Jeb Bladine: State hides behind attorney-client wall

Oregonians are not entitled to know which new laws are being proposed by state agencies — not until hand-picked insiders set the legislative agenda; not until attorneys draft the language to enact those secret concepts; and perhaps, more importantly, not until after the November gubernatorial election.

So says Gov. Kate Brown, whose office helped craft a strategy to conceal new state law ideas as long as politically possible. The unsurprising result has been rampant suspicion that Brown, facing a strong challenge from Republican Knute Buehler, fears pre-election public recognition of her legislative agenda.
Buehler’s hometown newspaper, the Bend Bulletin, was blunt in its analysis:

“The records should be made public now … That’s important public business that the public has a right to know. And in the past, they have been provided to members of the public … Gov. Openness should not be trying to delay disclosure. She should be expediting it. Release the records. Now.”


Jeb Bladine is president and publisher of the News-Register.

> See his column

Brown’s charade is facilitated, perhaps embraced, by her Department of Administrative Services, the Attorney General’s Office and the Legislative Counsel Office. They appear to have closed ranks on a distortion of attorney-client confidentiality.

Here’s how it works:

State agencies submit “legislative concept forms” to the governor, who decides which will be submitted for drafting to the Legislative Counsel Office. Legal drafts are returned to the governor for final approval and disclosure, but only a short time before the legislative session, thus long after the election.

It’s one thing to honor attorney-client confidentiality for legal services needed to protect someone from liability or other consequences. In this case, government agencies simply need language to enact their proposals, making confidentiality misguided.

As The Bulletin asked, rhetorically: “State agencies are forming critical policies to change state law. In many cases, as the state admits, it has publicly discussed its legislative concepts. And now, when an agency proposes an idea to the governor, it suddenly becomes top secret?”

Attorneys at Davis Wright Tremaine in Portland, realizing a confidentiality ruse was in the works, requested the legislative concept forms in early July. That allowed time for initial denial by the Department of Administrative Services, denial on appeal by the attorney general and the filing of a circuit court lawsuit that, by law, receives expedited treatment.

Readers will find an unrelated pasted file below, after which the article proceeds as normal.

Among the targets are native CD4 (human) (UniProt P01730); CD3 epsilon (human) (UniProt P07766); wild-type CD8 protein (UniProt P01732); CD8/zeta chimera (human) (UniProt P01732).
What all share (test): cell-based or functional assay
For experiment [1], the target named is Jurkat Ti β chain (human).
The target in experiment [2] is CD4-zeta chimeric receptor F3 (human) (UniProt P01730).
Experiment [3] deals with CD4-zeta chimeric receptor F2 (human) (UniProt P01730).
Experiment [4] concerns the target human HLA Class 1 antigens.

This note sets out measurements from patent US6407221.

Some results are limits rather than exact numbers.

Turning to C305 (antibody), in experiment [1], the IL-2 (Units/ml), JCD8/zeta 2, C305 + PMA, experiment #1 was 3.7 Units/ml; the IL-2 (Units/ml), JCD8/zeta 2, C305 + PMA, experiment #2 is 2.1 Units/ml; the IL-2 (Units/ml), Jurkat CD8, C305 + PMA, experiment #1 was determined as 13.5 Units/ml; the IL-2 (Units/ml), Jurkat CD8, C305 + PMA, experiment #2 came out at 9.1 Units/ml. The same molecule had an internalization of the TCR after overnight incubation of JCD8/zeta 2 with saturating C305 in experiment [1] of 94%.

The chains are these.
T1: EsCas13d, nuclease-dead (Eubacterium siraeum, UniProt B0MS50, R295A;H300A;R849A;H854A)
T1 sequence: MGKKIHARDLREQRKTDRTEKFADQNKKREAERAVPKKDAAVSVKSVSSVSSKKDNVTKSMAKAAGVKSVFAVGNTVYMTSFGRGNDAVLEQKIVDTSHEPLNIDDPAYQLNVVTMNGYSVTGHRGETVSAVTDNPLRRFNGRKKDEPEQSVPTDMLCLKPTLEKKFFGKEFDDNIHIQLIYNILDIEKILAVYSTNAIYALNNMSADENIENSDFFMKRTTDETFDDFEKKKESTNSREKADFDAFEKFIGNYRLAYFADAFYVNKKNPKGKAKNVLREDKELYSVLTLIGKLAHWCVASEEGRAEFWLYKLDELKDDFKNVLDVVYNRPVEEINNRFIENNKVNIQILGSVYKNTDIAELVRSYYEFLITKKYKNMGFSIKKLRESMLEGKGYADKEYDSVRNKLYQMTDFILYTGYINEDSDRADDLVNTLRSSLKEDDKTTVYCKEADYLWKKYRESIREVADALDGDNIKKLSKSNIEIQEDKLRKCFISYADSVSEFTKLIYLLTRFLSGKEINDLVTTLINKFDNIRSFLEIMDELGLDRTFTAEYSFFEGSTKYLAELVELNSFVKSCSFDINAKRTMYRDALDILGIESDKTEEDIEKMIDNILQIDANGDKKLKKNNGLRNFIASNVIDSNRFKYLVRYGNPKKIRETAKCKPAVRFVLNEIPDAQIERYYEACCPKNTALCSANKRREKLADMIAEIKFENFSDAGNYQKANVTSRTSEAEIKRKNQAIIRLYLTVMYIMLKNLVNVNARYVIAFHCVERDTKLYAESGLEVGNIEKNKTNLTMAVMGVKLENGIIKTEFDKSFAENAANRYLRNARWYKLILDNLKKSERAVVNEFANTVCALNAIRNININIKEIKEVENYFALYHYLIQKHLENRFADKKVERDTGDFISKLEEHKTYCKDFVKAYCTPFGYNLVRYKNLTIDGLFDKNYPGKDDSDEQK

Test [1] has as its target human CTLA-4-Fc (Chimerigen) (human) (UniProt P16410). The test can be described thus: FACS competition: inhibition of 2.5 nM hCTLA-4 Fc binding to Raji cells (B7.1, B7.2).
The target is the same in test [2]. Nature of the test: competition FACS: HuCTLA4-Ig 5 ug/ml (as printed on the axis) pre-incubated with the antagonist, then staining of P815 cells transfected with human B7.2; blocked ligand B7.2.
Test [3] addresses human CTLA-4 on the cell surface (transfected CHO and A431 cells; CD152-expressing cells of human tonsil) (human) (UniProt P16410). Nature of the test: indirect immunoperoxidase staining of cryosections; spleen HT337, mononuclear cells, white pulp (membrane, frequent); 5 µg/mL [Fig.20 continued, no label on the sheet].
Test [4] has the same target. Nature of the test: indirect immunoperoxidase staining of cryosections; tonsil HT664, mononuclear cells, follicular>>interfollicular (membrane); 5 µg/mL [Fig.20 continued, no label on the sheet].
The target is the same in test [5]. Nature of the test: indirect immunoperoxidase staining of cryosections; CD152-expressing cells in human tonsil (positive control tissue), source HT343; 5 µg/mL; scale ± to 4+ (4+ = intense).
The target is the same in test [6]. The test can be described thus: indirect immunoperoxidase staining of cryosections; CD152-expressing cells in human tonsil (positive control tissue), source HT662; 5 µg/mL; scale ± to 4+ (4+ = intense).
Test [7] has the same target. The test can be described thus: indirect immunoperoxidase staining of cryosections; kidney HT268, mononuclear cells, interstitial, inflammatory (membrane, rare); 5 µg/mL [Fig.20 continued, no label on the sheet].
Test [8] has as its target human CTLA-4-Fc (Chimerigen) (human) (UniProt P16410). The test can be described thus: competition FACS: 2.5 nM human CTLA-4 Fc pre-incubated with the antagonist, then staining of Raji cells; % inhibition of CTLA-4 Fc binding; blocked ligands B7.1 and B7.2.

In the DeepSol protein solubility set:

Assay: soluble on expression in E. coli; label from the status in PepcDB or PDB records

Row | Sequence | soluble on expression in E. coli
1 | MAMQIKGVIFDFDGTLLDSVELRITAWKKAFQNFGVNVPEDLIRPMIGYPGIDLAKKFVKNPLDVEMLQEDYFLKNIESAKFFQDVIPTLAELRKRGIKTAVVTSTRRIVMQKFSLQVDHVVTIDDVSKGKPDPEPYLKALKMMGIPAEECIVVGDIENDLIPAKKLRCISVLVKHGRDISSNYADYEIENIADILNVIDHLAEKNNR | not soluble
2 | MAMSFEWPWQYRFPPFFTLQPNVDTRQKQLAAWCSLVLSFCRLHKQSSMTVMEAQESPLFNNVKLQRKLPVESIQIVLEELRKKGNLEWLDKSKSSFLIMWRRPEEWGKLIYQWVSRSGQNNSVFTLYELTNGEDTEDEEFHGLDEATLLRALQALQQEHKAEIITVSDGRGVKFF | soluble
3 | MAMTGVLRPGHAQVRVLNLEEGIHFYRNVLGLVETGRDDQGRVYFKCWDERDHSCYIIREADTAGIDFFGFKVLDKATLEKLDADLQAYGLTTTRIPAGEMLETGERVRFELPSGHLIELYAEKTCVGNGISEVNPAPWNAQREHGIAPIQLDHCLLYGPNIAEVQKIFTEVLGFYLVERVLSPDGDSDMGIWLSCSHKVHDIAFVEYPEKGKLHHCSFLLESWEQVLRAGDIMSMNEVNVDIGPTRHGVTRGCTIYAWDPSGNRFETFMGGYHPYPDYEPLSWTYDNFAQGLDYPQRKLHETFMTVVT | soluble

Even if successful, the outcome will not be decided in time for the election. But at least the public has new information about how the current administration has devalued open government.

Jeb Bladine can be reached at jbladine@newsregister.com or 503-687-1223.


Don Dix

On Gov. Brown's campaign website, she claims significant government transparency to the public -- these are part of that claim:

* Created the Public Records Advocate to settle public records disputes between the public and the government, as well as ordered agencies to standardize practices for releasing information.

* For the first time in Oregon’s history, Kate hired a full time attorney to process public records requests.

It is clear the 'Public Records Advocate' carries no weight at all, or there would be no need for any court action on this request. And the 'full time attorney' is just another hurdle thrown into the path of any records request.

Brown seems to be more interested in keeping voters in the dark, while she uses Oregon's government to protect her base (mostly left-leaning pacs and public employee unions). She is cut from the same mold as the 'do-nothing' governor of the past -- Kulongowski, who told the unions, 'It's us against them (meaning everyday Oregonians)'

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